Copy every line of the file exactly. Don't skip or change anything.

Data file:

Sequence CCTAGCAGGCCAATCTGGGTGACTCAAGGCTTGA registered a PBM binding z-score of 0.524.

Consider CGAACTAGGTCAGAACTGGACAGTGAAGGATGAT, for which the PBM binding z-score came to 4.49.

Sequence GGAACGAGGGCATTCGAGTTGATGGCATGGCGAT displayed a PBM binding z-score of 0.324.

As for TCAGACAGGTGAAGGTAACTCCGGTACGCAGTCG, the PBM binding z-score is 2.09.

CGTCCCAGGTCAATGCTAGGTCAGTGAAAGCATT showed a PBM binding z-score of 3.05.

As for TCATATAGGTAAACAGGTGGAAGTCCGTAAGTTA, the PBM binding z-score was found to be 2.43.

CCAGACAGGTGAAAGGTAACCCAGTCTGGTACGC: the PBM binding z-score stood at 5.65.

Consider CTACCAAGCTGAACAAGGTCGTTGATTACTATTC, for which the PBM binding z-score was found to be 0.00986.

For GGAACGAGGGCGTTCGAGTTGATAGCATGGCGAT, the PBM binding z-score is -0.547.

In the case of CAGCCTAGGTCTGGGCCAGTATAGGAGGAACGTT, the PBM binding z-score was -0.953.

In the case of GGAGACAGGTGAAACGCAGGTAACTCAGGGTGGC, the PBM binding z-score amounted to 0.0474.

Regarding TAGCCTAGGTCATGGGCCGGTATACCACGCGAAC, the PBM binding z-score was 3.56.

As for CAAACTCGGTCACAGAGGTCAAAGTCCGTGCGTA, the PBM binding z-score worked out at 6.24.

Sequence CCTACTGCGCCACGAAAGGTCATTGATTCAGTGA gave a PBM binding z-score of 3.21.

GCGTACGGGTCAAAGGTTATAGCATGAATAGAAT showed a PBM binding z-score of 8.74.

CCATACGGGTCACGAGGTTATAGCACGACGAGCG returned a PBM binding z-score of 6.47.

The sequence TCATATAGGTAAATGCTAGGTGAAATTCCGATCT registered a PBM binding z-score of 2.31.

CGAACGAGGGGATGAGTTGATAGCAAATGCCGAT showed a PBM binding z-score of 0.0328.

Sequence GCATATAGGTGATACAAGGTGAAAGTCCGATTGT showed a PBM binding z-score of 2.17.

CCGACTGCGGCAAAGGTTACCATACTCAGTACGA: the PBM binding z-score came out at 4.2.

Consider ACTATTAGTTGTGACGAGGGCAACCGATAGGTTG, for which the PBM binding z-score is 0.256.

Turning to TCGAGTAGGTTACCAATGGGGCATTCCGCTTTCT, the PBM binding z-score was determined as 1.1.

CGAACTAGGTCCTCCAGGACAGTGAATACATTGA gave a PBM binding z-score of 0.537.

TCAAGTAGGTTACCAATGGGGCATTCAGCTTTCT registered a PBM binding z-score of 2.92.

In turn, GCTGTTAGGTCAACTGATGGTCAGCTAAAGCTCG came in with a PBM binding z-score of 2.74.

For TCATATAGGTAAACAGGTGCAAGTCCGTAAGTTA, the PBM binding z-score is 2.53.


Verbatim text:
Sequence CCTAGCAGGCCAATCTGGGTGACTCAAGGCTTGA registered a PBM binding z-score of 0.524.

Consider CGAACTAGGTCAGAACTGGACAGTGAAGGATGAT, for which the PBM binding z-score came to 4.49.

Sequence GGAACGAGGGCATTCGAGTTGATGGCATGGCGAT displayed a PBM binding z-score of 0.324.

As for TCAGACAGGTGAAGGTAACTCCGGTACGCAGTCG, the PBM binding z-score is 2.09.

CGTCCCAGGTCAATGCTAGGTCAGTGAAAGCATT showed a PBM binding z-score of 3.05.

As for TCATATAGGTAAACAGGTGGAAGTCCGTAAGTTA, the PBM binding z-score was found to be 2.43.

CCAGACAGGTGAAAGGTAACCCAGTCTGGTACGC: the PBM binding z-score stood at 5.65.

Consider CTACCAAGCTGAACAAGGTCGTTGATTACTATTC, for which the PBM binding z-score was found to be 0.00986.

For GGAACGAGGGCGTTCGAGTTGATAGCATGGCGAT, the PBM binding z-score is -0.547.

In the case of CAGCCTAGGTCTGGGCCAGTATAGGAGGAACGTT, the PBM binding z-score was -0.953.

In the case of GGAGACAGGTGAAACGCAGGTAACTCAGGGTGGC, the PBM binding z-score amounted to 0.0474.

Regarding TAGCCTAGGTCATGGGCCGGTATACCACGCGAAC, the PBM binding z-score was 3.56.

As for CAAACTCGGTCACAGAGGTCAAAGTCCGTGCGTA, the PBM binding z-score worked out at 6.24.

Sequence CCTACTGCGCCACGAAAGGTCATTGATTCAGTGA gave a PBM binding z-score of 3.21.

GCGTACGGGTCAAAGGTTATAGCATGAATAGAAT showed a PBM binding z-score of 8.74.

CCATACGGGTCACGAGGTTATAGCACGACGAGCG returned a PBM binding z-score of 6.47.

The sequence TCATATAGGTAAATGCTAGGTGAAATTCCGATCT registered a PBM binding z-score of 2.31.

CGAACGAGGGGATGAGTTGATAGCAAATGCCGAT showed a PBM binding z-score of 0.0328.

Sequence GCATATAGGTGATACAAGGTGAAAGTCCGATTGT showed a PBM binding z-score of 2.17.

CCGACTGCGGCAAAGGTTACCATACTCAGTACGA: the PBM binding z-score came out at 4.2.

Consider ACTATTAGTTGTGACGAGGGCAACCGATAGGTTG, for which the PBM binding z-score is 0.256.

Turning to TCGAGTAGGTTACCAATGGGGCATTCCGCTTTCT, the PBM binding z-score was determined as 1.1.

CGAACTAGGTCCTCCAGGACAGTGAATACATTGA gave a PBM binding z-score of 0.537.

TCAAGTAGGTTACCAATGGGGCATTCAGCTTTCT registered a PBM binding z-score of 2.92.

In turn, GCTGTTAGGTCAACTGATGGTCAGCTAAAGCTCG came in with a PBM binding z-score of 2.74.

For TCATATAGGTAAACAGGTGCAAGTCCGTAAGTTA, the PBM binding z-score is 2.53.